In a Chapter 7 filing, a company seeks to liquidate its assets and shut down.
Locations owned by franchisees were not part of the bankruptcy filing and will not be shut down, said Larry Briski, president of the Bennigan's Franchise Operator Association.
"They will be open today, tomorrow and months and years to come," Briski said of the franchise locations.
He said there are about 160 domestic and international franchise locations and about 150 company-owned Bennigan's restaurants.
Meanwhile, employees at what appeared to be a company-owned Bennigan's in Plano were greeted by a sign Tuesday on the front door reading "WE ARE CLOSED. THANK YOU." Next door, a Steak & Ale sat empty in a deserted parking lot but there was no sign posted.
A waiter named Steve, who wouldn't give his last name, said the staff got a phone call Tuesday morning telling them the restaurant was closing.
Neither Bennigan's nor the Metromedia Restaurant Group returned calls for comment. A lawyer listed in the filing, J. Michael Sutherland of Carrington, Coleman, Sloman & Blumenthal LLP, did not return a call.
The filing lists 38 separate entities that it classified as "debtors" but does not include a list of locations that are shutting down.
All restaurants have been struggling as consumers cut back on discretionary spending to better deal with high gas prices, the weak housing market and inflation. The hardest hit have been casual dining chains and bar and grill restaurants, which charge higher prices than fast food and other quick-service chains.
Bar and grill restaurants have also suffered from intense competition. Morningstar analyst John Owens said several chains expanded quickly, making it more difficult for customers to differentiate between them and forcing many companies to cut prices to lure diners.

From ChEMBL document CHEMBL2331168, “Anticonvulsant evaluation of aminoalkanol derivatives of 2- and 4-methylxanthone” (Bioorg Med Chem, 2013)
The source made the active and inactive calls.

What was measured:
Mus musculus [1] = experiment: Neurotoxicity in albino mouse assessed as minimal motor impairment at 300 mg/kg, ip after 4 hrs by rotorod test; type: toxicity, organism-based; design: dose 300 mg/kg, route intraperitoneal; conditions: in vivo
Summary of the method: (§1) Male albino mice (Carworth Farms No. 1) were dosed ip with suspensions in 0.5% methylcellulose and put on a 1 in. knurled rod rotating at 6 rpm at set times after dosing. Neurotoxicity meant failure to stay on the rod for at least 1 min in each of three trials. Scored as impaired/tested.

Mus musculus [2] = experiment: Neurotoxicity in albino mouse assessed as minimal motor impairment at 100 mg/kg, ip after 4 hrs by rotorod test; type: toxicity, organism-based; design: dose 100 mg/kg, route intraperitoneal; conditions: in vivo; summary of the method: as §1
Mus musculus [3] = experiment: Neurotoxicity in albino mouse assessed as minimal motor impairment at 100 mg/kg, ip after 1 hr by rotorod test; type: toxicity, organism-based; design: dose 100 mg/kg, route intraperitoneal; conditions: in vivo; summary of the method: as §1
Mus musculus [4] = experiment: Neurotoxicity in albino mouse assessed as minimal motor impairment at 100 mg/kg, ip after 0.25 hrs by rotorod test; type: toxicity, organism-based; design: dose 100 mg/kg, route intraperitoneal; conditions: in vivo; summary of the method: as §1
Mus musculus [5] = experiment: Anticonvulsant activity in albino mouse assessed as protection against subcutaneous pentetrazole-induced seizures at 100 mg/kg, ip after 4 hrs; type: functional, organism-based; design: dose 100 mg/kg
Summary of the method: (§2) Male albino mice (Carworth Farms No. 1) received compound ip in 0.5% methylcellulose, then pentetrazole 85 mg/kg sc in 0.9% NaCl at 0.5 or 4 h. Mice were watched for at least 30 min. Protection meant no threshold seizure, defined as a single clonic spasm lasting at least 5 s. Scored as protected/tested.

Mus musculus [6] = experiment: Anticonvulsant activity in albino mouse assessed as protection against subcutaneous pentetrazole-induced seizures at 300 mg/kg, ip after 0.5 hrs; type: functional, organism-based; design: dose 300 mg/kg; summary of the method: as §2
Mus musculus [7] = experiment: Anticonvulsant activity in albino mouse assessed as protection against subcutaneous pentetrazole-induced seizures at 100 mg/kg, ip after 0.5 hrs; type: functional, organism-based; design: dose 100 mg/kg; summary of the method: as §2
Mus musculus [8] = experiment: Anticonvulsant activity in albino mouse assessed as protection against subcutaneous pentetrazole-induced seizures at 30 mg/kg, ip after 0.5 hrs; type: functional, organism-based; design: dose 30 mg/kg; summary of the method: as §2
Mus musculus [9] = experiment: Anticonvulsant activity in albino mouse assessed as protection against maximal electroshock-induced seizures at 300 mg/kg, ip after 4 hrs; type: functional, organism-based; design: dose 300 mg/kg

"Bennigan's was the weakest of the major players," Owens said.
Meanwhile, commodity costs have soared, forcing chains to either raise menu prices or see profits plunge.
Credit has also been tight, making it difficult for companies to restructure their debt.
In June, Metromedia Restaurants said it was formulating a proposal to present to its lenders to restructure its debt, but said it was not preparing to file for bankruptcy.
In the filing, the company indicated that it has up to 49 creditors and owes less than $50,000. It said it will have no funds left after administrative expenses are paid to repay its creditors.
Jeffry Davis, a bankruptcy attorney at Mintz Levin in San Diego who is not involved in the filing, said he was surprised the company didn't file for Chapter 11 protection, which would have allowed it to reorganize and remain open, and instead filed to liquidate its assets.
"Typically, at that point, management sees no way to improve the business within a reasonable period of time to allow it to go forward," he said. "To me it's really indicative of the economy."
The news appeared to be a shock to most of the company's employees, but some may have had an inkling that the company was not doing well.
Steve, the Bennigan's waiter in Plano, said he recently went from making $30 on a good lunch shift to only $10.
"Business has been slow," said Steve, who said he relies on tips. "I went from making a lot of money on a shift to making very little.
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